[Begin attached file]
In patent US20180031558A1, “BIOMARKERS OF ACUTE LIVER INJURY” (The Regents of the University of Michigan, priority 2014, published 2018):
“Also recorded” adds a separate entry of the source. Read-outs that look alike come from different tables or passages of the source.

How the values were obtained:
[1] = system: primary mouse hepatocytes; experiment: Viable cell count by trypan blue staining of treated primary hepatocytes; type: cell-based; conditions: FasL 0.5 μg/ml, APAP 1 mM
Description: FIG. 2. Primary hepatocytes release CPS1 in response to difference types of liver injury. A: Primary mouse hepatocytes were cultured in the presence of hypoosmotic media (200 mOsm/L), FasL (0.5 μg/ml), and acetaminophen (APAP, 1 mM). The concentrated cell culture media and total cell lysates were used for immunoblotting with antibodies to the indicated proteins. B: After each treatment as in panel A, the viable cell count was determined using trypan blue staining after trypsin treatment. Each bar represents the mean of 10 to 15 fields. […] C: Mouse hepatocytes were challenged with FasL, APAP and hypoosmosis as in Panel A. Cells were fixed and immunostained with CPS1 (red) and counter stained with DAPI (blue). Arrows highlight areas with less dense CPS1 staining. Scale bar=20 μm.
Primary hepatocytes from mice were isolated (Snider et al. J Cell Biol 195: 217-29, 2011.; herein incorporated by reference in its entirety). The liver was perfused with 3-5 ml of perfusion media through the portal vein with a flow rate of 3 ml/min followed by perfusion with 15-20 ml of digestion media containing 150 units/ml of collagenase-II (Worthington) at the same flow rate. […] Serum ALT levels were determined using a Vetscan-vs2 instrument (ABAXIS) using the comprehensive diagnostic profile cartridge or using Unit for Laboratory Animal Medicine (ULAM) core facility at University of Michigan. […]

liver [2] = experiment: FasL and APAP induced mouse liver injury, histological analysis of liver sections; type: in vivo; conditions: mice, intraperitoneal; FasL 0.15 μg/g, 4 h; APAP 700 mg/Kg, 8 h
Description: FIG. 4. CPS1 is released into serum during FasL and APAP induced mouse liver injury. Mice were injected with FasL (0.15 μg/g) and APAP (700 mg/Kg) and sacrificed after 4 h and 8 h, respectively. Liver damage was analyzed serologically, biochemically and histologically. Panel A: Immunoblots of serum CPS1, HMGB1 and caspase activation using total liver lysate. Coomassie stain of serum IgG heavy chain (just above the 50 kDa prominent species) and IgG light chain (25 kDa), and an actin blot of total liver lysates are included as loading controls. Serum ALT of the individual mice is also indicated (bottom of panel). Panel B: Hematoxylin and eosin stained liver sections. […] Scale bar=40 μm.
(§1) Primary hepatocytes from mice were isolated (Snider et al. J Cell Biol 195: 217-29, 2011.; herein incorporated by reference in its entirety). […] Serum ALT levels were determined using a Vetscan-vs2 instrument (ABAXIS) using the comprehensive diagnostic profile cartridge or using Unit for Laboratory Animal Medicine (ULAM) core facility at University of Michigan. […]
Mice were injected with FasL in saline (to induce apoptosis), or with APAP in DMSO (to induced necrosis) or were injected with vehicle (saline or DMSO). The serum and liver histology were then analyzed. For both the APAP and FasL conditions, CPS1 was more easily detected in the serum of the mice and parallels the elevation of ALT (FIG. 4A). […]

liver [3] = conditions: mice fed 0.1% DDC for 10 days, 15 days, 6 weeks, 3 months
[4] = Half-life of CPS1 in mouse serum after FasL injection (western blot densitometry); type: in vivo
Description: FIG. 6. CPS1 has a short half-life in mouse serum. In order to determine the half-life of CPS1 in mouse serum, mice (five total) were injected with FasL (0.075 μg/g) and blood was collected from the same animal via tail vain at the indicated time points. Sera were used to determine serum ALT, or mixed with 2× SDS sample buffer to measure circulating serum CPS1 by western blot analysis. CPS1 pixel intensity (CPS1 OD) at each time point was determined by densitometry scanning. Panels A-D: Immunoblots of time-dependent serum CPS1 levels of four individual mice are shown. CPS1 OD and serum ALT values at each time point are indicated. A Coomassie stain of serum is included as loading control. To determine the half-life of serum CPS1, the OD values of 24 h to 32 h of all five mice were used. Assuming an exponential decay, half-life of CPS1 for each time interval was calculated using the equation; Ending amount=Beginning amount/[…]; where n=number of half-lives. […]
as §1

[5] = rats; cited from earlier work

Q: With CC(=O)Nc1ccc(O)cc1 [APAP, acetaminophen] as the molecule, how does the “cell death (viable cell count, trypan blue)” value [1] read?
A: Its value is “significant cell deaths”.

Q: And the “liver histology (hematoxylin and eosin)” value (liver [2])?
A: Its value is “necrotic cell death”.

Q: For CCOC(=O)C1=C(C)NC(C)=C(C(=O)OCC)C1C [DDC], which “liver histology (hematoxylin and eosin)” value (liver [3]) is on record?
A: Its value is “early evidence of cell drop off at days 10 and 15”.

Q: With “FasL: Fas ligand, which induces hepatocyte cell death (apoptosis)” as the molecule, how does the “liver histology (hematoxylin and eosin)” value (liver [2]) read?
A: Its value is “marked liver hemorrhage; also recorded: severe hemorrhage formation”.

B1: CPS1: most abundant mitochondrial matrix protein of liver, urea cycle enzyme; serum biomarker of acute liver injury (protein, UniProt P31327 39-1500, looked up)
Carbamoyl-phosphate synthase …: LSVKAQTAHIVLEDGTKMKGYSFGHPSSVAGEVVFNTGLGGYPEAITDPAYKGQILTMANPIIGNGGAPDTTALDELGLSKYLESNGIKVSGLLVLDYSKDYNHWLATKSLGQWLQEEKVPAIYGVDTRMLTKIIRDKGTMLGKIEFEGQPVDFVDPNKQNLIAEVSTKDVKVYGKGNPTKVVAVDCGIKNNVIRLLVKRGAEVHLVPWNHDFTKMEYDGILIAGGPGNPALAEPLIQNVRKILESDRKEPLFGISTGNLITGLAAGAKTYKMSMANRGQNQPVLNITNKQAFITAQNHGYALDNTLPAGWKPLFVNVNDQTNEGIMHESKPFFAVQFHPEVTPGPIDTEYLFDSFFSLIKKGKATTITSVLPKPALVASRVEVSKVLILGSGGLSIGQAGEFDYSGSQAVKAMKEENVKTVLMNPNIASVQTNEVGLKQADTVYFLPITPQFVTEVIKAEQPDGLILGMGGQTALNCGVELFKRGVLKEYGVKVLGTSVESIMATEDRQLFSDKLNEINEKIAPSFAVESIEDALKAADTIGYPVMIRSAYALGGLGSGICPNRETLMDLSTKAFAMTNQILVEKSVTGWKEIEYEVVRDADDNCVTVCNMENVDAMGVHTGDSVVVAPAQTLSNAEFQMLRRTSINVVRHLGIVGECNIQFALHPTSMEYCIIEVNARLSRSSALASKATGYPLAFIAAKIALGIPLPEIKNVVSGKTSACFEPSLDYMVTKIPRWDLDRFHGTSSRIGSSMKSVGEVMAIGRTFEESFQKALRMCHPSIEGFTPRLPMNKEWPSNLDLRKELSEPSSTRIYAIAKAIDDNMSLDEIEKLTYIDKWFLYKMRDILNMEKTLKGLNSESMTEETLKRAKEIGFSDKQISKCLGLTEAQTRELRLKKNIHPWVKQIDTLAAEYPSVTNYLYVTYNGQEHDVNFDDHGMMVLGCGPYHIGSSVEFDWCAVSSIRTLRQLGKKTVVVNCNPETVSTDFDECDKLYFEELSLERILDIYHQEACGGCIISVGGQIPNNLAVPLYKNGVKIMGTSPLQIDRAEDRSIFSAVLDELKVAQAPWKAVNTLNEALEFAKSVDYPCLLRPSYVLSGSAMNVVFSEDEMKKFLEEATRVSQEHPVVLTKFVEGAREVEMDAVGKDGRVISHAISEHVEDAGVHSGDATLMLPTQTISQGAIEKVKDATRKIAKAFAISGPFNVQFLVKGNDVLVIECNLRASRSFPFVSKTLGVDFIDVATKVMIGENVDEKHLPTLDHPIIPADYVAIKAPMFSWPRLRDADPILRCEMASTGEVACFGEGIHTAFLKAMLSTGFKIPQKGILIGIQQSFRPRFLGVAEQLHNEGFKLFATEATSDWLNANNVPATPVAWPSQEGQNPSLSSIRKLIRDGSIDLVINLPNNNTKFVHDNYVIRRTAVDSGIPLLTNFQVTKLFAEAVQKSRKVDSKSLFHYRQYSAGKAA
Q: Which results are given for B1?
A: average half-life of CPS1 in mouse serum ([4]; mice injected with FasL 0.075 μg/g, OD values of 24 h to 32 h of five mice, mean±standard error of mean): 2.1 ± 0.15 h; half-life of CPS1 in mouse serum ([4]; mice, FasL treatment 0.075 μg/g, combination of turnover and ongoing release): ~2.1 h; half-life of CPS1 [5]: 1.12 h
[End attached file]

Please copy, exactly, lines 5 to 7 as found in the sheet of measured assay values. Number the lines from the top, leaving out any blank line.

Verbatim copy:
Description: FIG. 2. Primary hepatocytes release CPS1 in response to difference types of liver injury. A: Primary mouse hepatocytes were cultured in the presence of hypoosmotic media (200 mOsm/L), FasL (0.5 μg/ml), and acetaminophen (APAP, 1 mM). The concentrated cell culture media and total cell lysates were used for immunoblotting with antibodies to the indicated proteins. B: After each treatment as in panel A, the viable cell count was determined using trypan blue staining after trypsin treatment. Each bar represents the mean of 10 to 15 fields. […] C: Mouse hepatocytes were challenged with FasL, APAP and hypoosmosis as in Panel A. Cells were fixed and immunostained with CPS1 (red) and counter stained with DAPI (blue). Arrows highlight areas with less dense CPS1 staining. Scale bar=20 μm.
Primary hepatocytes from mice were isolated (Snider et al. J Cell Biol 195: 217-29, 2011.; herein incorporated by reference in its entirety). The liver was perfused with 3-5 ml of perfusion media through the portal vein with a flow rate of 3 ml/min followed by perfusion with 15-20 ml of digestion media containing 150 units/ml of collagenase-II (Worthington) at the same flow rate. […] Serum ALT levels were determined using a Vetscan-vs2 instrument (ABAXIS) using the comprehensive diagnostic profile cartridge or using Unit for Laboratory Animal Medicine (ULAM) core facility at University of Michigan. […]

liver [2] = experiment: FasL and APAP induced mouse liver injury, histological analysis of liver sections; type: in vivo; conditions: mice, intraperitoneal; FasL 0.15 μg/g, 4 h; APAP 700 mg/Kg, 8 h